British politics is shifting and realigning, the shift being part of something far bigger than just UK politics, and such a continental shift leaves post-political policy hacks aka the political class dazed and confused in fact, dumbstruck.
Jeremy Corbyn originally the 'left wing candidate' for the Labour Party leadership entered the contest as 'the outsider', to at least try to offer some challenge to the other three interchangeable candidates. Two of those candidates come from New Labour backgrounds: Andy Burnham and Yvette Cooper. Meanwhile the other candidate - Liz Kendall - is a post-Blairite hack who appears to be in the race to make Burnham and Cooper look radically far from her own ever-rightward Blue Labour/Red Tory 'common sense' electoral blandishments.
Kendall offered a 'party political' promotional video this week that looks like a first effort of a corporate promo video for the original Blairite New Labour top table, the abiding impression made seemingly that she curses the fact that she was just too young to be part of it, or alternatively that she is considering a career with Apple in the future, since her Mac takes up the bulk of screen time.
Andy Burnham and Yvette Cooper halfheartedly offer mostly rehashes of New Labour seemingly not noticing or understanding what took place in May or what is happening outside of parliament, that being the realignment of politics. What is meant by that is the realignment of the terms of what can and should be said and indeed suggested. More than simply what can be said or suggested there is the recognition by very significant sections of British society that 'politics is broken' and career politicians serving parties of all shades do not serve their interests, or solve their problems.
Labour itself is in its own crisis of what it's doing or where it's going, missing the fact that its own relative post-election surge in membership immediately after the unexpected Tory victory, was 300,000+ people expecting - rightly or wrongly - for it to begin to do what an opposition does, oppose the government and to try to stop it. Labour have of course done no such thing, opposed nothing and offered no alternative besides the misguided belief that "agreeing in principle" with whatever is being done, counts as 'opposition', and voters who voted Tory will prefer a copy of that, despite the fact that they can get the real thing.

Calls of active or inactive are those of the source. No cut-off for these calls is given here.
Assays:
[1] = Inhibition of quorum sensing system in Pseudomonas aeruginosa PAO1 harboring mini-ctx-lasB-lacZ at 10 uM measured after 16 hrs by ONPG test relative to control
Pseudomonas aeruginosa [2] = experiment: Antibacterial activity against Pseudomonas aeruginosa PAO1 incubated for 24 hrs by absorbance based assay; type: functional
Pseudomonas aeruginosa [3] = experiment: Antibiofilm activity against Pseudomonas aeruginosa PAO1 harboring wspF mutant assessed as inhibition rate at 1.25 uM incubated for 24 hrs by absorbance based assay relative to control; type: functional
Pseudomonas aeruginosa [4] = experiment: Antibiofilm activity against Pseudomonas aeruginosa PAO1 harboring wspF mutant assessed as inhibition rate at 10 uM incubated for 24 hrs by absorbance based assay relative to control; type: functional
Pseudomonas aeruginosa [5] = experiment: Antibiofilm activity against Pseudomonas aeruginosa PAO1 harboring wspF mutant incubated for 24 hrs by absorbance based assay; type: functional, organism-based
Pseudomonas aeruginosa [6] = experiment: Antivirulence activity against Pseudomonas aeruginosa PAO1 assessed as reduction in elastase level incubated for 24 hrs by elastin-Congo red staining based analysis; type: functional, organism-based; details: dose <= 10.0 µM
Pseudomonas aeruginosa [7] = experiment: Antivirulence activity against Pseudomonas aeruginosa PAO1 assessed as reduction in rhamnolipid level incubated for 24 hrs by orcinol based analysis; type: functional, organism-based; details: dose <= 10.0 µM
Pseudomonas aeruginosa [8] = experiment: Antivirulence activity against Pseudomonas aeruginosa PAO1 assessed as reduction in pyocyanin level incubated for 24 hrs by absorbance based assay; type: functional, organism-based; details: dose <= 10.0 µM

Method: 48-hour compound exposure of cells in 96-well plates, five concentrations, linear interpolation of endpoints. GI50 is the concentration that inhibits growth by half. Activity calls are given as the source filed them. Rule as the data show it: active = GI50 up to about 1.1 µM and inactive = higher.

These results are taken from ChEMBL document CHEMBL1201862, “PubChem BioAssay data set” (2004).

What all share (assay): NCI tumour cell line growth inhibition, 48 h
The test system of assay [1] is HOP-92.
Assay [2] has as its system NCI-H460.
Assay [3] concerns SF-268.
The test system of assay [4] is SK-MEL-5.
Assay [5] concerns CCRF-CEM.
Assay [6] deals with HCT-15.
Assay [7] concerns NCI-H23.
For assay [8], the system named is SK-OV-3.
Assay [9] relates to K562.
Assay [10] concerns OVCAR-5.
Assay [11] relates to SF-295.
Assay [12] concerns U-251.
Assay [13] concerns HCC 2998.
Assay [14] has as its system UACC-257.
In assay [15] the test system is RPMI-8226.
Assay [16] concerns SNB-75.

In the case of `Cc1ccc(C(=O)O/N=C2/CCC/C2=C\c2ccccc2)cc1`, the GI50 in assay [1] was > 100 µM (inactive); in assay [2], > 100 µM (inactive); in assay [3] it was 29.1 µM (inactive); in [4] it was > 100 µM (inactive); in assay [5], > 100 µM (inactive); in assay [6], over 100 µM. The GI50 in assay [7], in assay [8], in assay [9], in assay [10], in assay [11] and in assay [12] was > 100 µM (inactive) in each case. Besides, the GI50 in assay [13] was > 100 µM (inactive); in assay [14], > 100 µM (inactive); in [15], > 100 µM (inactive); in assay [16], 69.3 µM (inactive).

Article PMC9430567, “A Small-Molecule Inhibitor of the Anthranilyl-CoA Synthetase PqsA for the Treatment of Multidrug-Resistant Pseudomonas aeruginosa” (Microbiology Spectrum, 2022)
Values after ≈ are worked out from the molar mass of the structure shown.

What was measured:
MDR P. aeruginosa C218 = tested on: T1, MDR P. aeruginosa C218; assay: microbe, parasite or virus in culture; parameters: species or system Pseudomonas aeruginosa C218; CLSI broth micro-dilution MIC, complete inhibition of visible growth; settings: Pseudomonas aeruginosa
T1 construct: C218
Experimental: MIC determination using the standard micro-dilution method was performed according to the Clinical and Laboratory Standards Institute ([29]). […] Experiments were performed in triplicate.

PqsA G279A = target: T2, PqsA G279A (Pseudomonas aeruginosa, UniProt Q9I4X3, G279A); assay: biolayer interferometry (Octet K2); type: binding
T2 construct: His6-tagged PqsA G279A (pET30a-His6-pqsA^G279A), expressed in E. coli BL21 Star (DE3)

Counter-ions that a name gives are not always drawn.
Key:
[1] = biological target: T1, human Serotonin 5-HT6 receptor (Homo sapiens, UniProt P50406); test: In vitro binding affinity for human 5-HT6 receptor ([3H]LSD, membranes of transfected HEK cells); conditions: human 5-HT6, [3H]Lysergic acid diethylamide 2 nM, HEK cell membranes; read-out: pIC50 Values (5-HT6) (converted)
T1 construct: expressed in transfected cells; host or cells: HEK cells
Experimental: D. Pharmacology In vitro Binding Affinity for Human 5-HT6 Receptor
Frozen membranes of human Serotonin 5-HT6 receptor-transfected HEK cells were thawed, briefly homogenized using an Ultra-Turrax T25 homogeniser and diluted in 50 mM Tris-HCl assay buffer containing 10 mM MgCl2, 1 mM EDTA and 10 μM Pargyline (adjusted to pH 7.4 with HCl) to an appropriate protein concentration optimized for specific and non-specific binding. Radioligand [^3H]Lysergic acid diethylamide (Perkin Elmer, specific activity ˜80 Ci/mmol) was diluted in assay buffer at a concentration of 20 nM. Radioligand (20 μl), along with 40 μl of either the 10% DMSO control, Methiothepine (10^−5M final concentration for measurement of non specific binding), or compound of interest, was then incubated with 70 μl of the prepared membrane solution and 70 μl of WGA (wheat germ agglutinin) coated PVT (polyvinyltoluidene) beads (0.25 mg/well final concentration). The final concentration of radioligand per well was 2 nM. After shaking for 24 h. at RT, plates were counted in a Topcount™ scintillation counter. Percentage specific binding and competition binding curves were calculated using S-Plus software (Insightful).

Corbyn's policies are noticeable by their eminent practicality and also considerable popularity, one such example being to take the long-running bad joke that is the fragmented and privatized rail network back into public ownership. Rail privatization could best be described as a failed disaster, and one that for all the 'market-knows-best', 'market delivers' platitudes, exploits a natural monopoly whilst receiving billions in state subsidies.
The (post-political) hack barrage and also media barrage against what makes perfect sense to the majority, is of course dismissed by such laughably crude caricatures as 'the veteran Labour left winger wanting to take Britain back to the 70s', and his runaway success being explained by 'hard left infiltration' - truly 70s and 80s nostalgia - of the party.
Labour still fails to understand its wipeout in Scotland or the energizing effect the radical shift which precipitated that and has continued following the SNP landslide, any more than that it will not win power again - anywhere in the UK - by pandering to "socially conservative" voters - pace Jon Cruddas. Meanwhile, shadow chancellor Chris Leslie mouths the exact same 'common sense' party political homilies confected for David Cameron by Lynton Crosby, in this case the need to 'pay off the deficit', accepting unblinkingly the 'key words' and terms used by the incumbent Tory government.
The realignment of British politics helping to throw Labour into crisis is very much part of what is observable elsewhere in Europe: Syriza in Greece and Podemos in Spain being the obvious examples, and those too being dismissed as simply 'populist' by the political class and media in all countries, even as focus groups and spin doctors compete to show who can best play up to and exploit to electoral advantage, problems they do nothing to address whilst paying lip service to whatever they think will be popular with the swing demographic which decides elections.
Corbyn far ahead of all other leadership candidates has achieved that because his arguments and policies make sense, and the Labour party membership - as for in large part the parliamentary party - appears to be beginning to become aware of what it needs to do and construct to win again.
The continental shift in politics is as much cultural as it is about 'who to vote for' (or not): the SNP landslide was because the Scottish electorate wanted to - and succeeded - in moving away from the 'accepted' austerity mantra, the Greens' 1.5 million votes also being part of that same realignment. If Labour hopes to win power again and sooner than 2020, it should take serious note: Corbyn looks set to become leader, and by some margin; the only people wanting to 'go back to another time' being post-Blairite hacks wishing it was the late-90s.